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China no longer viable as a world factory, says Kyocera

China no longer viable as a world factory, says Kyocera

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US restrictions on China’s access to advanced technology are destroying its viability as a manufacturing base for export, the head of Japan’s Kyocera said, as one of the world’s largest chip component makers shifts production elsewhere and invests heavily in domestic assets.

Hideo Tanimoto, president of a company that’s a vital part of the chip supply chain, delivered his stark assessment as he leads an aggressive investment strategy for Kyocera that includes building its first factory in Japan in nearly two decades.

“It works for so long [products are] made in China and sold in China, but the business model of producing in China and exporting abroad is no longer viable,” Tanimoto told the Financial Times. “Not only have wages gone up, but obviously with everything that’s happening between the US and China, it’s difficult to export from China to some regions.”

In October, the US announced export controls that will seriously hamper Chinese companies’ efforts to develop cutting-edge technologies. Last month, Japan and the Netherlands also reached an agreement with the US to restrict exports of chip-making tools to China.

Kyocera’s products include phones, printers and solar panels, and the company holds a 70 percent global market share of ceramic components for chip-making equipment. Tanimoto said US export controls were one of the reasons the company cut its full-year operating profit forecast by 31 percent this month.

“If chip equipment manufacturers stop shipments to China, our orders will be somewhat affected. . . You are now even [being] asked not to ship their non-modern tools,” Tanimoto said.

Kyocera was already increasingly involved in the trade dispute between the world’s two largest economies.

In 2019, it shifted manufacturing of its copiers for the US market from China to Vietnam to avoid tariffs imposed on China by the Trump administration. In addition, the production of vehicle cameras for the USA was transferred from China to Thailand.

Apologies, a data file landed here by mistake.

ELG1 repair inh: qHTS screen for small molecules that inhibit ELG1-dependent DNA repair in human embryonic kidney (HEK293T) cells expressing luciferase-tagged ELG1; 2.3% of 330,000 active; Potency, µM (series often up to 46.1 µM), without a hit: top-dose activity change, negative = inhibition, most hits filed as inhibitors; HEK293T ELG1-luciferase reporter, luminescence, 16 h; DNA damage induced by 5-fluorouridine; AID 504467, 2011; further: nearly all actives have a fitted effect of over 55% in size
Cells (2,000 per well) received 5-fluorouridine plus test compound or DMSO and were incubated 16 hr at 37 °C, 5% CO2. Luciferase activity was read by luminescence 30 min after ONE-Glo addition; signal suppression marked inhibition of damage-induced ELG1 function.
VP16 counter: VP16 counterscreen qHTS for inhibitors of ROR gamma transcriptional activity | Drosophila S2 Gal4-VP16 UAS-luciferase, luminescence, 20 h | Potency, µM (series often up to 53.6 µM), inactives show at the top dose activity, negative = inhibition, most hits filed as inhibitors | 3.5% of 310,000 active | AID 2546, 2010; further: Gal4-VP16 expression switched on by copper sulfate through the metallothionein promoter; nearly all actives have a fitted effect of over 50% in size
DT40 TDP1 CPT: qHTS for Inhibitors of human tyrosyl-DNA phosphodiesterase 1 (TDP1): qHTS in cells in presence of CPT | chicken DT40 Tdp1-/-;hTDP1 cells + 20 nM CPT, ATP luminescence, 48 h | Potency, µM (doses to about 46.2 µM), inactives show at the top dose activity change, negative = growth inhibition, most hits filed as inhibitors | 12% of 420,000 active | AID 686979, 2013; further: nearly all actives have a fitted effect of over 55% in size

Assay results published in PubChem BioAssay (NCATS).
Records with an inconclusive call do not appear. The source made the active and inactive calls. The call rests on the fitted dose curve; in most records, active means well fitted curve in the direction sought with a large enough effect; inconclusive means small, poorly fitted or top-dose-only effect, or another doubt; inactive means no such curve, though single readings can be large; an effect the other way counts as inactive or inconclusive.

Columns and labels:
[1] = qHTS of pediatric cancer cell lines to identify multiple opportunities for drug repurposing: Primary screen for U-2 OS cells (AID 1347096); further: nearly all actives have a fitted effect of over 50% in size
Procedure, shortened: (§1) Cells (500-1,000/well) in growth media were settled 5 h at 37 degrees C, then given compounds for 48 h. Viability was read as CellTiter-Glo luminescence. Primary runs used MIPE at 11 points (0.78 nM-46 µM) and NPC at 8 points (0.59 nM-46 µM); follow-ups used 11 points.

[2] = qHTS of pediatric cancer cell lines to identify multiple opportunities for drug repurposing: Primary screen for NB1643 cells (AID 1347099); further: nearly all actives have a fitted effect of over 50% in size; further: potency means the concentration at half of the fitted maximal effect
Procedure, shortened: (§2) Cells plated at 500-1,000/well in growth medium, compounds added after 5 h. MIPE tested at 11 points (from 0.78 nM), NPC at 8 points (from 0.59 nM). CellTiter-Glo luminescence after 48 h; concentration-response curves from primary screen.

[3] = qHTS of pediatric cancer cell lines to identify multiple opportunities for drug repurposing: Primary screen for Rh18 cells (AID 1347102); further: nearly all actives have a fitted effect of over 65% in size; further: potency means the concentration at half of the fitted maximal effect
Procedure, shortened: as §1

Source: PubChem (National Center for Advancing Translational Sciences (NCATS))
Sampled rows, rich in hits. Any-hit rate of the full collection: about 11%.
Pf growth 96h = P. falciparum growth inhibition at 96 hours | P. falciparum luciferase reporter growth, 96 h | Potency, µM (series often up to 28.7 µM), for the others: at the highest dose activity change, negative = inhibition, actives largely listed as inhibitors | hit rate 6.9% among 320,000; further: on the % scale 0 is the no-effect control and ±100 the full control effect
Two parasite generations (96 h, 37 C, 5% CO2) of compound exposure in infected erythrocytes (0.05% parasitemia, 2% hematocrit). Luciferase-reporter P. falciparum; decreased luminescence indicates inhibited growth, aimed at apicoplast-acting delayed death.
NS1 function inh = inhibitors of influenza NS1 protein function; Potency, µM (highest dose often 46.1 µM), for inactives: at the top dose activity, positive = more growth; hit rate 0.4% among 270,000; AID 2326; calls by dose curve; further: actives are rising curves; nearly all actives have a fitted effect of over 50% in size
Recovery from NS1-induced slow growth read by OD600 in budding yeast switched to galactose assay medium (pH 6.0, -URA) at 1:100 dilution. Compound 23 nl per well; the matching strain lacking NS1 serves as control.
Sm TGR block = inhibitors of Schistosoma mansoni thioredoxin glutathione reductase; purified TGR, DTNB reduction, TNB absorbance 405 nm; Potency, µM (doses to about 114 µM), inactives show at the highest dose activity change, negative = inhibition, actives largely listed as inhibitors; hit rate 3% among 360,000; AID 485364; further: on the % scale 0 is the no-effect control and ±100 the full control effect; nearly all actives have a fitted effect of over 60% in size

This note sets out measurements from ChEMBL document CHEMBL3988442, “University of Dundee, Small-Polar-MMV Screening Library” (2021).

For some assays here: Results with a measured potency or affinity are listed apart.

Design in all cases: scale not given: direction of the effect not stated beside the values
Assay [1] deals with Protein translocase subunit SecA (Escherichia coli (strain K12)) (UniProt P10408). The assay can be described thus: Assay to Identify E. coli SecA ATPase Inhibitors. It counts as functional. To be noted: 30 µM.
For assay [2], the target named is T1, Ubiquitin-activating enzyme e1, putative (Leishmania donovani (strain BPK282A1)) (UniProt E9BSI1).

Tanimoto said it’s now almost impossible to produce hardware in China without access to the chip technology affected by the tightened regulations, although the country may still have a competitive advantage in software and artificial intelligence.

For decades, the Kyoto-based manufacturer has taken a conservative approach to investing in order to focus on making a profit. But under Tanimoto, who took over as president in 2017, the company has shifted gears to explore new growth opportunities and spent 62.5 billion yen ($464 million) to build a semiconductor packaging facility at its Kagoshima facility issued in southern Japan.

In November, it pledged to nearly double capital spending to 900 billion yen over the next three years to expand production of chip components and capacitors for smartphones and other products. The first domestic plant to be built in nearly 20 years will be an electronic components factory in Nagasaki, which is expected to start operations in 2026.

Investors welcomed Kyocera’s bolder spending plans but also urged the company to improve its corporate governance and return on equity by selling its 15 percent stake in telecom company KDDI, founded by the group’s founder, Kazuo Inamori. He died in August.

Tanimoto said the company will not reduce its stake in KDDI, which is worth 1.4 trillion yen, and instead use it as collateral to borrow 500 billion yen for its electronic component acquisition plans.

“If you sell it you’ll be taxed pretty heavily because it’s a capital gain. If you borrow money and use it as collateral, you can borrow it at a lower interest rate and still receive dividends,” said the Kyocera president. “Dividends are much higher than interest rates. . .[Keeping the stake]can accelerate the growth of our business.”

Responding to shareholders’ calls to divest Kyocera’s underperforming businesses like smartphones, Tanimoto said the company will first focus on making a profit by transitioning to selling its devices to businesses rather than consumers.

“I believe that after the switch to business use, we can get back to double-digit profits,” said Tanimoto. “I told our team to get there in the next three years to survive our communications business.”

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